This entry will record my first attempt at air dried venison.
The starting point is a haunch (i.e. back leg) of a roe deer that was shot on 24th July 2017, butchered on 25th July 2017 and then kept in a fridge.
30th July 2017
The roe leg weighs 2.2kg and washed with vinegar and dried. The recipe for air dried ham (http://nicowilson.com/curing-and-smoking/air-dried-ham-parma-style/ ) was followed.
3 days per kg means that the haunch will spend around 6 1/2 days in the salt.
Here is the haunch in salt and being weighed down with 4 lightweight blocks.
6th August 2017
Here is the haunch upon removal from the salt. It has changed shape and colour, and is also now much lighter.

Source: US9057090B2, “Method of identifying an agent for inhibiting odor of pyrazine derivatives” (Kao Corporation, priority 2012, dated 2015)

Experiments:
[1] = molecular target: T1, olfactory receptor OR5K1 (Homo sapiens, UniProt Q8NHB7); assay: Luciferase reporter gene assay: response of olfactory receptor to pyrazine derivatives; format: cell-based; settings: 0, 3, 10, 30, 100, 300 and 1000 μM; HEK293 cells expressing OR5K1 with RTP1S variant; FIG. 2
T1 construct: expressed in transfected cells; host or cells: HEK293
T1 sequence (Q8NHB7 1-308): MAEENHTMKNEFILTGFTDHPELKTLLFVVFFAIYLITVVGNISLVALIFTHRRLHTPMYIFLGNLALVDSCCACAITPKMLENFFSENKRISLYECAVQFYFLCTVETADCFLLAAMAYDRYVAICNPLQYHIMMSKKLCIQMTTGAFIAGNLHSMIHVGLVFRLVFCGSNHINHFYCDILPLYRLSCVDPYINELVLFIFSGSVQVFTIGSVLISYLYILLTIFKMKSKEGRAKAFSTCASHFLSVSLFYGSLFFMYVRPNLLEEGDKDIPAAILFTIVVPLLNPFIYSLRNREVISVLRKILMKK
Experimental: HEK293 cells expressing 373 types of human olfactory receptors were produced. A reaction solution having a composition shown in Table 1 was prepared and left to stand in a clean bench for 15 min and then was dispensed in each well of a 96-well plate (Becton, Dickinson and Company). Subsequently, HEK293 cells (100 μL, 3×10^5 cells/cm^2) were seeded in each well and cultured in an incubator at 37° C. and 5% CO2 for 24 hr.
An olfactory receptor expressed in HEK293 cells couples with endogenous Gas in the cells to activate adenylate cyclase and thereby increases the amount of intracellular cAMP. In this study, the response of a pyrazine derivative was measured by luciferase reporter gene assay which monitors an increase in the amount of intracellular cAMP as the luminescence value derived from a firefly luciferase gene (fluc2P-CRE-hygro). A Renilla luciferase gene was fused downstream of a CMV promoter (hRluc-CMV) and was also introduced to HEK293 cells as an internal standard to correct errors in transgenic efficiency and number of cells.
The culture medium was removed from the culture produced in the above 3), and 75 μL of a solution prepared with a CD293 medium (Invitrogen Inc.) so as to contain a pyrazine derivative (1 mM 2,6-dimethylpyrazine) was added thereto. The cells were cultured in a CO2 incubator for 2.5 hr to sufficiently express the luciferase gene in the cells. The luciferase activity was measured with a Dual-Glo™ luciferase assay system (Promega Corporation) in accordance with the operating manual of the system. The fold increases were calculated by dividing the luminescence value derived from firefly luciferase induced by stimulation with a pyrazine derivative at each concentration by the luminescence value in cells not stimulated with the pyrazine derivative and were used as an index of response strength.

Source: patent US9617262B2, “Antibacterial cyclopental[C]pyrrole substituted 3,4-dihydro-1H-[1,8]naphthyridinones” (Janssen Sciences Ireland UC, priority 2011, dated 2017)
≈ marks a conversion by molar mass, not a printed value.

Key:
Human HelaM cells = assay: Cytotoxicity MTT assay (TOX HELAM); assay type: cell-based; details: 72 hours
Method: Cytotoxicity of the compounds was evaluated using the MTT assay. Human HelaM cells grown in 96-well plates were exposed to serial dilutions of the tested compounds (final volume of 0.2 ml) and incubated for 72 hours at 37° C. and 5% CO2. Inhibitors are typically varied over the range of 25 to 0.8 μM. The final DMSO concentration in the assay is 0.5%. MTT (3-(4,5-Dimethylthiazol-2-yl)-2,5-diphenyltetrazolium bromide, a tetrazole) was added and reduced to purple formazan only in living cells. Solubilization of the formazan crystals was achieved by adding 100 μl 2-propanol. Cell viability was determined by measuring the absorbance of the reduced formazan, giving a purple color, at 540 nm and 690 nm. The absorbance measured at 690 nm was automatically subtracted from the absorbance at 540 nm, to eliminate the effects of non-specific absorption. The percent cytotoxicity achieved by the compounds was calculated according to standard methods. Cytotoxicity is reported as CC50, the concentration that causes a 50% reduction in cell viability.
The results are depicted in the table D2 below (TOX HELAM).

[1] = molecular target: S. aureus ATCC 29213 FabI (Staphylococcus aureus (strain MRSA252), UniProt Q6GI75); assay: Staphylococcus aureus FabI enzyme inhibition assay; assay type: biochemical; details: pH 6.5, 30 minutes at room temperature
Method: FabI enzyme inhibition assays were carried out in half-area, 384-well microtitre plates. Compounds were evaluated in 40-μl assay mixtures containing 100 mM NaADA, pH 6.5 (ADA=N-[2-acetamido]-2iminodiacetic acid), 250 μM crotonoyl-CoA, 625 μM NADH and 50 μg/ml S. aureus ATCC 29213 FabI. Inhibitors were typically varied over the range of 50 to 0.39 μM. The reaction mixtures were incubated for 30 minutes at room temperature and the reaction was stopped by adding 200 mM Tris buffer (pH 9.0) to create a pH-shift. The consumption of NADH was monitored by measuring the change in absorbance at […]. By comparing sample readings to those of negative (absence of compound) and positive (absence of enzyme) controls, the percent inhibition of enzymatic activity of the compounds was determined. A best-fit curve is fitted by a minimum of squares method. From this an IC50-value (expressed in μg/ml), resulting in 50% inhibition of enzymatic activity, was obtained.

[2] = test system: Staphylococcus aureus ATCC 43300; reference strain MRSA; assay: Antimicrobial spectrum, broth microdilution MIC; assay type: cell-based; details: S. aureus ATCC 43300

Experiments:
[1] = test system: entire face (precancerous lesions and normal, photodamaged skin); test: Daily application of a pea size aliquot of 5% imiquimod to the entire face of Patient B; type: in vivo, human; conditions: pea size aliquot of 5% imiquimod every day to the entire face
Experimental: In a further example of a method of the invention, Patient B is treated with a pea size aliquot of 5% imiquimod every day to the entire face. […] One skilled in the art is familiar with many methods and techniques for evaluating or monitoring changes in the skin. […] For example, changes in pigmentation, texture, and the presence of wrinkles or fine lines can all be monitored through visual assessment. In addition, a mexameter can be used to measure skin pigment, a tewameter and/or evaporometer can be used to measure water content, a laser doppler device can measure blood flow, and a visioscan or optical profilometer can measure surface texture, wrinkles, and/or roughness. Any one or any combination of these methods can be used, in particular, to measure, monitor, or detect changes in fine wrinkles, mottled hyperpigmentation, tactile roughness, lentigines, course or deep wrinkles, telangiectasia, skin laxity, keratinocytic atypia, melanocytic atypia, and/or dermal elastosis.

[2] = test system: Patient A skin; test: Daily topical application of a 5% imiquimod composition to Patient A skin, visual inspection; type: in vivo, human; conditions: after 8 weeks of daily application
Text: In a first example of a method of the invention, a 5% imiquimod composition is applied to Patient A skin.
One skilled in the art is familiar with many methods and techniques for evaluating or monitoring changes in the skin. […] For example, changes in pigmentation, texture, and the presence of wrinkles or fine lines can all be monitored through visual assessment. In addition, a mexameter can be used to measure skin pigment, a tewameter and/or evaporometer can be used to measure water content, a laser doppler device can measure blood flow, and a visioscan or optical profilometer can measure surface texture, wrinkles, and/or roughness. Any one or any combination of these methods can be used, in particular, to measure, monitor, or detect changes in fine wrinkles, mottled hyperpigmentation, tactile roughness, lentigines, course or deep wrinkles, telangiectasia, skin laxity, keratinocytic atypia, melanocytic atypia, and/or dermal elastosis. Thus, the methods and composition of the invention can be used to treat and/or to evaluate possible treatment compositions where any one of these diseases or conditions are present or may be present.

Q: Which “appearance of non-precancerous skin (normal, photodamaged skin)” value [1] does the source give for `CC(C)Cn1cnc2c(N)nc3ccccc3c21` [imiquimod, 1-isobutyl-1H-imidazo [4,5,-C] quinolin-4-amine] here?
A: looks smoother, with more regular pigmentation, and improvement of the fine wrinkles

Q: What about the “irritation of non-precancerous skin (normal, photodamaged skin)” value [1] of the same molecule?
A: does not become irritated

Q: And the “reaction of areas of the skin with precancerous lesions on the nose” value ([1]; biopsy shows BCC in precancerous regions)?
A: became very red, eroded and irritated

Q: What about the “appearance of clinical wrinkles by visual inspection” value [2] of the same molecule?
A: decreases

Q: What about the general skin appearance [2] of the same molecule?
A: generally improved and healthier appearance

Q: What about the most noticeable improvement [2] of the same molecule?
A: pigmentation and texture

Here is the haunch having been rinsed clean of the salt and then sterilised with vinegar.
The haunch is now in a net bag and should be ready in a year or so. The haunch is in the bag on the right. The left bag contains a leg of saddleback pork that has been air drying for about 16 months.
Good evening Nico do you have a blog regarding the building of your air drying chamber? I am about to start building one out of an old larder fridge, the aim of this is to produce air dried venison products from the deer I shoot.
I don’t have an air drying chamber for drying meat. I use big net bags, and hang the meat in them after it has been salted. I’ve tried various locations for the bags but the best so far is under the back door porch as it is breezy, but provides protection from the rain.
I’m curious to know how this turned out? Have you done it again since and did you adapt the process at all after the first attempt?
I salted it for too long, and air dried it for too long. It was too hard to cut.